Want More Efficiency Than CFL’s? Try LED Light Bulbs.


----------- Sponsored Links -----------
----------- Sponsored Links -----------

I have been talking about CFL light bulbs on this site for just about as long as I have been publishing it, about 4.5 years. Every light fixture in my home(s) has had a CFL bulb in them, and my electric bill has rarely been above $35/month at the absolute highest. Those bulbs are a huge reason for my bill being so low, as CFL bulbs use about 75% less energy than standard incandescent bulbs and can lasts up to 10 times longer. They also produce about 75% less heat, so they are safer to operate and can cut energy costs associated with home cooling. A CFL light bulb rated between 23 and 30 watts of power actually puts out as much light as a 100 watt incandescent bulb, so you can see just how much less energy you use when they are in your home. They are inexpensive, easy to find, and last 8-10 years; what’s not to love? Even the claims about mercury and toxicity are way overblown, so you can feel totally safe using CFL bulbs in your own home. But what if you want to use even less electricity and spend even less on your utility bill?

You may want to check out LED light bulbs.

LED (light-emitting diode) bulbs have been around for quite a while, but have always been the much more expensive option when it came to efficiently lighting your home. I remember when I was sent some LED bulbs to test out a few years back and their retail price was over $65 a pop! No matter how much you care about the environment or your electric bill, that was a lot to spend on a single light bulb. I never would have done it, that’s for sure. But lately I have been hearing whispers that the price of these bulbs have come down quite a bit, and it turns out that the rumors were right – they can now be found in the range of $10 – $40. So when I was contacted by Home Depot to try their EcoSmart LED bulb, I most certainly jumped at the chance. They sent me a 40 watt equivalent LED (which sells for $17.97) to try out at my house, and I have had it in my desk lamp for a few weeks now. It replaced a 40 watt equivalent CFL bulb, and the light from the LED is brighter and more “white” than the CFL. Right away I was sold on the idea of LED lights in my house, because the light (at least from this one) is truly a better quality light than than CFL’s normally produce. And aside from the more reasonable price as of late, that’s not even the best part about new LED lights. They also:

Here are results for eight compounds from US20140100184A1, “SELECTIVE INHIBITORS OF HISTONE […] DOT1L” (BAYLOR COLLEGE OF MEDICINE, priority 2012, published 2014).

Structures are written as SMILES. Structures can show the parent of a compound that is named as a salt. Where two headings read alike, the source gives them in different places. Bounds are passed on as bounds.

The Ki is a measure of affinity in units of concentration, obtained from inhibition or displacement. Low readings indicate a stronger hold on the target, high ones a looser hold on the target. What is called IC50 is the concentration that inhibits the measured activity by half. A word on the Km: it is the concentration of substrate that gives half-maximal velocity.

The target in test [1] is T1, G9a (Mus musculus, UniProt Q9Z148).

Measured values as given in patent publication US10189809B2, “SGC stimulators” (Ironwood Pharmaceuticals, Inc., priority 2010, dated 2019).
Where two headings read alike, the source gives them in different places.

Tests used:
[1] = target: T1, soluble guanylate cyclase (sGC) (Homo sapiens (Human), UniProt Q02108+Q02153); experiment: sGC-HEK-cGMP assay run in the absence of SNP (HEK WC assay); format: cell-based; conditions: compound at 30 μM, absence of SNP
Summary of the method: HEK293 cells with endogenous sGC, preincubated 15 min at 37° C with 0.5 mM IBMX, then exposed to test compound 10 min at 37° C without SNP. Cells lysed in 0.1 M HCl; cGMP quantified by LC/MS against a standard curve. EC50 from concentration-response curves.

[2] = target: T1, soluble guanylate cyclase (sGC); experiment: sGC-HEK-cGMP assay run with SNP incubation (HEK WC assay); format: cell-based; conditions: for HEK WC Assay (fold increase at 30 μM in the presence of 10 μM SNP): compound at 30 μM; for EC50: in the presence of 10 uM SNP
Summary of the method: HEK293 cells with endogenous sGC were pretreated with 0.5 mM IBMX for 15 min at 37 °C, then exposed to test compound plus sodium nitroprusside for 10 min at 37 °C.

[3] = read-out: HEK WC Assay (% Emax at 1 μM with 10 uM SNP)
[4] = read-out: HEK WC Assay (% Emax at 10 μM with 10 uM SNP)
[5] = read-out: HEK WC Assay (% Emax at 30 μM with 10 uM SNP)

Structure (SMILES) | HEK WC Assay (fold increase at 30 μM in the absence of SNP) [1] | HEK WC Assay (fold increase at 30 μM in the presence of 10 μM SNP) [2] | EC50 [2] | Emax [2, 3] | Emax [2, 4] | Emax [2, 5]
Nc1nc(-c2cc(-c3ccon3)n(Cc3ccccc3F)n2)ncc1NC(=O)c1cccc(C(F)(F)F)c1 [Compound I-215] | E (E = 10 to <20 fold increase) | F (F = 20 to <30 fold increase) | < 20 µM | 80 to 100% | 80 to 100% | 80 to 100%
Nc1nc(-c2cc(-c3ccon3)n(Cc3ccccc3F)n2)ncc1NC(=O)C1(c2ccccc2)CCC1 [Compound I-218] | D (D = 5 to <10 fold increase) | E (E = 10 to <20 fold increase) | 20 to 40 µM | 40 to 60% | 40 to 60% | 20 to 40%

• Should last over 40 years
  • Are dimmable (most CFL lights are not dimmable)
  • Do not contain any mercury at all
  • Use about 90% less energy than an incandescent bulb

For those of you who won’t buy CFL bulbs because they are “squiggly”, here is what LED bulbs look like:

They look more like the light bulbs everyone is more accustomed to, they save a ton of energy, they reduce utility bills, they last 1/2 of a lifetime, and the price of them is dropping down to much more reasonable levels. The future of lighting is definitely in LED’s, especially since new rules about incandescents start in 2012 with a full ban in 2014, so everyone will have to switch over to more efficient lights by then anyway. If the price of LED’s can be brought down just a little bit more, I would venture that we will soon see the end of CFL bulbs as well. But for now, I recommend you try both CFL and LED lights for your home, compare the lighting for yourselves, and go with whatever works best for you. Since LED bulbs are cheaper today than they were before, though, I will be replacing any CFLs that burn out with these kind of lights.

It’s pretty much a no-brainer.

----------- Sponsored Links -----------
----------- Sponsored Links -----------


  1. I should note that LEDs have lead to many new applications, all introducing lighting in places that were previously unlit. Often when attached to façades, they are substituting unlit façades, how is that supposed cut power consumption?
    Try comparing the electricity bill of someone using one light bulb in a little room (they could use heat of the bulb as heating in winter) with someone decorating their mansion and garden with lots of leds.

  2. So incadesent lightbulbs that we’ve been using since Thomas Edison will stop production in 2020. I cannot afford CFL’s or LED’s. And I’m 70 so I just need a lightbulb that will work for just a few more years.

  3. I’ve read about some concerns with CFLs and Electro-Magnetic Fields- and it’s worth doing a bit more research on how the EMFs affect your health. The way that CFLs work is to turn on and off as many as 100,000 a second, which saves tons of energy- yay! However, the electronic on/off cycle also works like a magnetic field on your cells- which also use electronic pulses to send messages- and can disrupt the neurological pathways and override/impede the intended messages (like, say, produce more insulin or ramp up the immune system to fight an illness). You end up being ‘tuned in’ to the magnetic field of even just one CFL bulb, or to that of other electronic gadget- and wireless phones, laptops, and wireless internet routers are some of the other top offenders. The research is there to back this up (strong EMFs have even been used by various militaries to sicken enemy troops), though it’s not commonly discussed as health threat.

    All that being said, the drop in price for LED lights makes me quite happy. I have a houseful of CFLs right now, and plan to make the switch to LEDs as quickly as I can afford it- maybe one more each month.

Leave a reply

Your email address will not be published. Required fields are marked *